Henry: Portrait Of A Serial Killer (1986) never fails to elicit a gut-level response from me, one of the darkest and most chilling of all serial killer movies ever made, it opens with a nauseating electronic score and a montage of horrific after-murder images of women in various states of death and undress. The images include a nude woman and left on the side of the road, a corpse floating in a pond, a woman slumped over a toilet with broken beer bottle shoved into her face, it's nauseating stuff. Enter Henry, played with quality cold intensity by Michael Rooker (Mallrats) a day-laborer who gets by on menial work such as bug killing, he drives an old rusty car and lives with his ex-con drug dealing Otis (Tom Towles) in a squalid Chicago apartment. At first Otis is unaware of his flat mates proclivities for murdering women, which is revealed later in the film when the duo are tag teaming a pair of whores in Henry's car when he suddenly kills both the women to the shock of Otis, but not too much of a shock, for the pair embark on a murder spree together soon after. Otis's sister Becky (Tracy Arnold) comes to stay with them following a break-up with her abusive husband, and soon after her and Henry bond over stories of matricide and sexual molestation, which is just so friggin' so sweet.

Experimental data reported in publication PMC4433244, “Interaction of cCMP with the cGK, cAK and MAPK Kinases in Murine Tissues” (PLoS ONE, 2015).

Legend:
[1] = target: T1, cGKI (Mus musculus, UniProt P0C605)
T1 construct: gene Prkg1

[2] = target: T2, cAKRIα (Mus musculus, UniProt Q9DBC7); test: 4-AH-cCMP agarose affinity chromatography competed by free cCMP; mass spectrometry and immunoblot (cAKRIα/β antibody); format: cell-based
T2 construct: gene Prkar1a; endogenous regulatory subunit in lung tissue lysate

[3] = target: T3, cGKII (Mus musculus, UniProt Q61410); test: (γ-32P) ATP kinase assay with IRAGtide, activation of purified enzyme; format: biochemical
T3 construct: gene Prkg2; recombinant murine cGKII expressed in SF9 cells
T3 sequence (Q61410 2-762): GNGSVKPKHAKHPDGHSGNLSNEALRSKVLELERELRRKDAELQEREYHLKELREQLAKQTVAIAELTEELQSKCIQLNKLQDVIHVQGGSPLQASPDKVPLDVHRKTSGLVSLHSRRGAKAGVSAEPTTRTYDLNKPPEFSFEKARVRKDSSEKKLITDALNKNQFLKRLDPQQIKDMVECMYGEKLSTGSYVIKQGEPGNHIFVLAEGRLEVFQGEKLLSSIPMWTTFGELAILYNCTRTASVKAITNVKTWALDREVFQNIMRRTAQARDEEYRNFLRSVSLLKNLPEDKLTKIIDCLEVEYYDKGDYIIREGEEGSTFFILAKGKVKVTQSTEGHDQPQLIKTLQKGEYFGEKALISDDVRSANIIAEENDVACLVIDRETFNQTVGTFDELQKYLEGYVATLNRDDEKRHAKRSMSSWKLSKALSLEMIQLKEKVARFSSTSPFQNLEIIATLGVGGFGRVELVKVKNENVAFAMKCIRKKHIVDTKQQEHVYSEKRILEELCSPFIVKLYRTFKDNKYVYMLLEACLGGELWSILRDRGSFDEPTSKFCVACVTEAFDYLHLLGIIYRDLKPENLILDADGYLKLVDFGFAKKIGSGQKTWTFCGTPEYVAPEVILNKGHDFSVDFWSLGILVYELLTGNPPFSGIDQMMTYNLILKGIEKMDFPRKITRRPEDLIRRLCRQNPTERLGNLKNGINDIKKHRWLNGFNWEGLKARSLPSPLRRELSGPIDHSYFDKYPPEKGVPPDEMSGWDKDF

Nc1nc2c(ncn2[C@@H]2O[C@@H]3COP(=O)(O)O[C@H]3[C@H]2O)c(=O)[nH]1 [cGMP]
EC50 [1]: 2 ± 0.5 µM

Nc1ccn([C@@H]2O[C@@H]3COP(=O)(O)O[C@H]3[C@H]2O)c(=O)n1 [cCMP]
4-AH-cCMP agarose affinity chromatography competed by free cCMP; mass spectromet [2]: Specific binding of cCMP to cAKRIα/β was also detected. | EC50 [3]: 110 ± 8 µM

Throughout the movie we follow Otis and Henry as they embark on a chilling murder spree, each more chilling and depraved than the last. One of the most notorious is the murder of suburban family inside their home, which is caught on video tape by the the killers, a harrowing encounter, one that slyly makes the viewer complicit in the awful crime, which includes the murder of a father, mother and their young son, this is frightful stuff. Another murder has the two visiting a fence in search of a new TV, when he gets on their bad side (bad idea) and ends up stabbed multiple times with a soldering iron, the coup de gra being a TV set smashed over his head, electrocuting him. 

Perhaps the most frightening aspect of the movie is the cold detachment of the killers, they have no remorse, no guilt, no moral issue with their sickening crimes, with Henry being the more calm of the pair, his demeanor is always soft-spoken and collected, punctuated by extreme fits of violence. Otis is more wild of the pair, the loose-canon with a bad comb-over and bad teeth, he's way sleazier compared to Henry who is well-mannered by comparison. Towles gives a wonderfully greasy performance here as the creep whose twisted ways extend to having incestuous thoughts about his own sister, which doesn't sit to well with Henry, leading to a confrontation and a brutal eye-gouging scene.